Last month, to mark the 20th anniversary of the World Wide Web, CERN placed the first web site back online at its original address. This got me thinking of my early experiences on the Internet and, soon after (when it arrived), the web.
My first direct interaction with the Internet began in college when I was given my initial accounts in the department of Applied Physics and Computer Science at Christopher Newport University. I was given a UNIX account in the Sun lab as well as an account on the school’s PR1ME system back in 1991. On those systems (mainly the Suns), I used email, Gopher, Archie, Usenet, FTP and IRC. There was no web. (And Hotline came later — 2nd rule of Hotline: you DO NOT talk about Hotline.)
One day I was in the lab and a fellow student was showing another this new thing called Mosaic, one of the very first web browsers. I recall him talking to his friend and describing it, and the World Wide Web to which it provided access, as being “basically the Internet for the lazy.”
I played around with Mosaic in the lab and then, later, at home on my 486 DOS/Windows 3.1 machine via my first SLIP account, which provided minimal web hosting. (Netscape was a welcome arrival in 1994.) It was on that account that I setup my first “homepage” back in 1995.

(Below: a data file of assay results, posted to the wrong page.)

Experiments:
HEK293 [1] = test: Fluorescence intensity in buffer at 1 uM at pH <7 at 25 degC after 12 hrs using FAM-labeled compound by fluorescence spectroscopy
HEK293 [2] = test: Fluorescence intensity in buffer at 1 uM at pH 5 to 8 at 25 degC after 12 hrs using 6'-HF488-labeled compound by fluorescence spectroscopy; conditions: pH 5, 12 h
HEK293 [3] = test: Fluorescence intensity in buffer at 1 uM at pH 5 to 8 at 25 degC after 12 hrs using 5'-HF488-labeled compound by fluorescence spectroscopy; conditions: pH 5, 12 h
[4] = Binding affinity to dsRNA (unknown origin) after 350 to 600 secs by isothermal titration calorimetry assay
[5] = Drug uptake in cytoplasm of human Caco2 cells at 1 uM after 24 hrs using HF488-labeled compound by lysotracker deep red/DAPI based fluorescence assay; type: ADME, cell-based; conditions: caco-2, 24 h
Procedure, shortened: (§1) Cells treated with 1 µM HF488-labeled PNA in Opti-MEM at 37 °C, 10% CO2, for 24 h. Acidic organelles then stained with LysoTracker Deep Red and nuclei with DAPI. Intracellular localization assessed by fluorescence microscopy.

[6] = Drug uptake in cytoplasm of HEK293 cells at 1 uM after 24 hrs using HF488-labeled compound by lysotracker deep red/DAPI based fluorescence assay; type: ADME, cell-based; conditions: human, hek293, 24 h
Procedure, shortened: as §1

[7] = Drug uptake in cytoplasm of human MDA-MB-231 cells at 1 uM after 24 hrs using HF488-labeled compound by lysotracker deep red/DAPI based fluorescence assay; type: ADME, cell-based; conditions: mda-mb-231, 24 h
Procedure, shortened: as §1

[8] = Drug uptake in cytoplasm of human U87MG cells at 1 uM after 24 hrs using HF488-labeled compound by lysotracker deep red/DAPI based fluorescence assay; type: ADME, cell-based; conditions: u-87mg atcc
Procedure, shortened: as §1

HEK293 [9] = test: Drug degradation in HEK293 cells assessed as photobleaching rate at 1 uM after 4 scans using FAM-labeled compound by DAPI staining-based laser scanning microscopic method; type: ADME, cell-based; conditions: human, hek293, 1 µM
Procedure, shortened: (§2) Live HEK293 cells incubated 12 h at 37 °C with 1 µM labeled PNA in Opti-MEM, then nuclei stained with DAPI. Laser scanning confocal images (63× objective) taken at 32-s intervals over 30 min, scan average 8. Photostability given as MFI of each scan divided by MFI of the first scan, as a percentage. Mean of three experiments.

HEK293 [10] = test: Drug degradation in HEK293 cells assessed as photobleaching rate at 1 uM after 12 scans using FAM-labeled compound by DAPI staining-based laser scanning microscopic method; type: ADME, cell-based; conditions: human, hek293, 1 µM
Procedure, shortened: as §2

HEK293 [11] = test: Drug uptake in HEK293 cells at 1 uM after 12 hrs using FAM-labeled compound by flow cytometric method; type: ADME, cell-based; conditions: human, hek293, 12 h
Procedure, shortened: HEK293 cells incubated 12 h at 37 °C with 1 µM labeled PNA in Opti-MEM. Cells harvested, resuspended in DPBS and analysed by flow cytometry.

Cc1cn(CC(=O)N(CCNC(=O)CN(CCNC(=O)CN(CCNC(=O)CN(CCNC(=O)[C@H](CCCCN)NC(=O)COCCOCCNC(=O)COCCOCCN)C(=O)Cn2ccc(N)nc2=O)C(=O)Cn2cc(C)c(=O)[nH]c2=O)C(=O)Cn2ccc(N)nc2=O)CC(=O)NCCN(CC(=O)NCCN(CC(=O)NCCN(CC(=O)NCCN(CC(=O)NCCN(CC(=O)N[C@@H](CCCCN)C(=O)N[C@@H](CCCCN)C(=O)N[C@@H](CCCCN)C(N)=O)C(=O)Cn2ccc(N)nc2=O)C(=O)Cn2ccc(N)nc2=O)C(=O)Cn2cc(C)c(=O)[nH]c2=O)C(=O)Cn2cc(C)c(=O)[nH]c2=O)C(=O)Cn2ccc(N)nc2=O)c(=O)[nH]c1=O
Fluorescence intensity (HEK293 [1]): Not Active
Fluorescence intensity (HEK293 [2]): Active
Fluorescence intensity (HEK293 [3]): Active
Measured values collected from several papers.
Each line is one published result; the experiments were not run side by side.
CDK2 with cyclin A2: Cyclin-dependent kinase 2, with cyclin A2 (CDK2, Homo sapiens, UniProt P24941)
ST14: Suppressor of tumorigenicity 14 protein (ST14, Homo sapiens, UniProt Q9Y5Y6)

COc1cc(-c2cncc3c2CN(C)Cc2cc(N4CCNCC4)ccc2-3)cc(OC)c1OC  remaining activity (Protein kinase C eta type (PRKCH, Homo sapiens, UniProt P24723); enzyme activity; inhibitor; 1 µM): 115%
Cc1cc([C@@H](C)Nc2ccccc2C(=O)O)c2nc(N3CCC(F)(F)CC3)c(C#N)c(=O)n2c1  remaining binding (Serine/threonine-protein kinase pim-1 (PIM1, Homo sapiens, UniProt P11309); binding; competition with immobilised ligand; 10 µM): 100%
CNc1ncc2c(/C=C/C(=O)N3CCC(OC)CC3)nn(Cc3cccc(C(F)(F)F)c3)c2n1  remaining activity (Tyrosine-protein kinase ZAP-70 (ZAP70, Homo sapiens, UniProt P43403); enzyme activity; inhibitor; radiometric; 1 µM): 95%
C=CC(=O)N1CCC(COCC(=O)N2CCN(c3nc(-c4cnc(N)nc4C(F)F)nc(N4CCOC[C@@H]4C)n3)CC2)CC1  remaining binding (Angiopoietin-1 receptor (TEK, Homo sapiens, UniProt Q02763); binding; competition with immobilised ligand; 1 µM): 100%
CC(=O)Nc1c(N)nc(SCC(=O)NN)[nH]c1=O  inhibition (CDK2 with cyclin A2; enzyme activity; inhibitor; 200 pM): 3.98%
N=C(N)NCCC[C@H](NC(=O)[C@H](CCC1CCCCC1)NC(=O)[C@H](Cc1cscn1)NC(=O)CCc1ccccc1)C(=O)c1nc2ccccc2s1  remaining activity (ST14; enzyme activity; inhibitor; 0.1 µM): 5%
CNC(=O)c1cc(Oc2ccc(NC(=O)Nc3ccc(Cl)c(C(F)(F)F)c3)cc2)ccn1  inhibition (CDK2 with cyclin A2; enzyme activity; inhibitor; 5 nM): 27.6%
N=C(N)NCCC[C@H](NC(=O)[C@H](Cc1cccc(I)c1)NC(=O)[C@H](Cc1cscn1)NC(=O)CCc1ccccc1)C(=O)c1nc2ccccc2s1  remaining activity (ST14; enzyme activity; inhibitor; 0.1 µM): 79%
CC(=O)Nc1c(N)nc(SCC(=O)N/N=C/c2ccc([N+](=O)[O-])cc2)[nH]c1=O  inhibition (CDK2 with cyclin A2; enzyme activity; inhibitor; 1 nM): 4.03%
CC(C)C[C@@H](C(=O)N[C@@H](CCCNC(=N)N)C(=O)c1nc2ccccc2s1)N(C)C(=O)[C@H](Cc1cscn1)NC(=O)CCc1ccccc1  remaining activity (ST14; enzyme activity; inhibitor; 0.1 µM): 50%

So, CERN’s recent move with the world’s first website reminded me that old time is still a-flying and that there might still be a chance to grab a copy of my first website from The Wayback Machine. After some searching, I found it — most of it — and pulled it down onto my server. I patched things up a little bit and I’ve now got a live copy of my “homepage” as it existed back in 1997, which is almost exactly the same as it was back in 1995 when it first went online.
Yep, that’s it. It was clear from the moment Tim Berners-Lee laid down his first lines of code on that NeXT Cube that I was destined to rule the web.
While I was at it — sharing the olde — it occurred to me that I have an archive of all of the email sent and received through my old college accounts (Pine, Elm — good times) for 1994-1995. I started scanning through that, as well as Google Groups (early Usenet posts), to get a copy of (most?) every email sig I ever used over the past 20 years. I found quite a few iterations and I present them to you, with a blush on my face, below.
Ah, the much younger me. If only I had copies of the various UNIX .finger files I had in place over the years…
I hope you enjoy this bit of nostalgia. It’s been fun to put together and a somewhat shocking (jarring?) walk down memory lane. Oy.